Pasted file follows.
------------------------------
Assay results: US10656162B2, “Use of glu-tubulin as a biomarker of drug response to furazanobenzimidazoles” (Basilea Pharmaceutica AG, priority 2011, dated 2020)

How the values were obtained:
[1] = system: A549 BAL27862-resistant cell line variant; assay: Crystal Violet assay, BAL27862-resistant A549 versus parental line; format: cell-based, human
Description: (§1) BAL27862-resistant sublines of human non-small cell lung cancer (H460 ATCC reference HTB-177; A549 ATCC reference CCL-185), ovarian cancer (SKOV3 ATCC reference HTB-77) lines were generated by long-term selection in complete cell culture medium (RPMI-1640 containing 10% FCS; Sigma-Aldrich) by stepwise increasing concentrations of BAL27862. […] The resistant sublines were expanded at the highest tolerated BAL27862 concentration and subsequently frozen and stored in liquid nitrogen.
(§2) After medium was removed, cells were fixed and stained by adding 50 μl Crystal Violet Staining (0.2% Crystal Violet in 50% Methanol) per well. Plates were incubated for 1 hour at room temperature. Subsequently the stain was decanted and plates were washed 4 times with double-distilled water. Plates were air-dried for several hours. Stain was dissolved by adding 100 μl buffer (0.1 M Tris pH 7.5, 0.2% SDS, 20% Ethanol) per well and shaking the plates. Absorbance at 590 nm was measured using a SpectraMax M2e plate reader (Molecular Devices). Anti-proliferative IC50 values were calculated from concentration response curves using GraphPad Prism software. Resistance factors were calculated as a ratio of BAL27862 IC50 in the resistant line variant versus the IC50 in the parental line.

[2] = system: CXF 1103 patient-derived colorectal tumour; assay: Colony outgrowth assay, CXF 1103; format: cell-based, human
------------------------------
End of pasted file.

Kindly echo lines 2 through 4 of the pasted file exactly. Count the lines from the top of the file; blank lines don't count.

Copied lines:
How the values were obtained:
[1] = system: A549 BAL27862-resistant cell line variant; assay: Crystal Violet assay, BAL27862-resistant A549 versus parental line; format: cell-based, human
Description: (§1) BAL27862-resistant sublines of human non-small cell lung cancer (H460 ATCC reference HTB-177; A549 ATCC reference CCL-185), ovarian cancer (SKOV3 ATCC reference HTB-77) lines were generated by long-term selection in complete cell culture medium (RPMI-1640 containing 10% FCS; Sigma-Aldrich) by stepwise increasing concentrations of BAL27862. […] The resistant sublines were expanded at the highest tolerated BAL27862 concentration and subsequently frozen and stored in liquid nitrogen.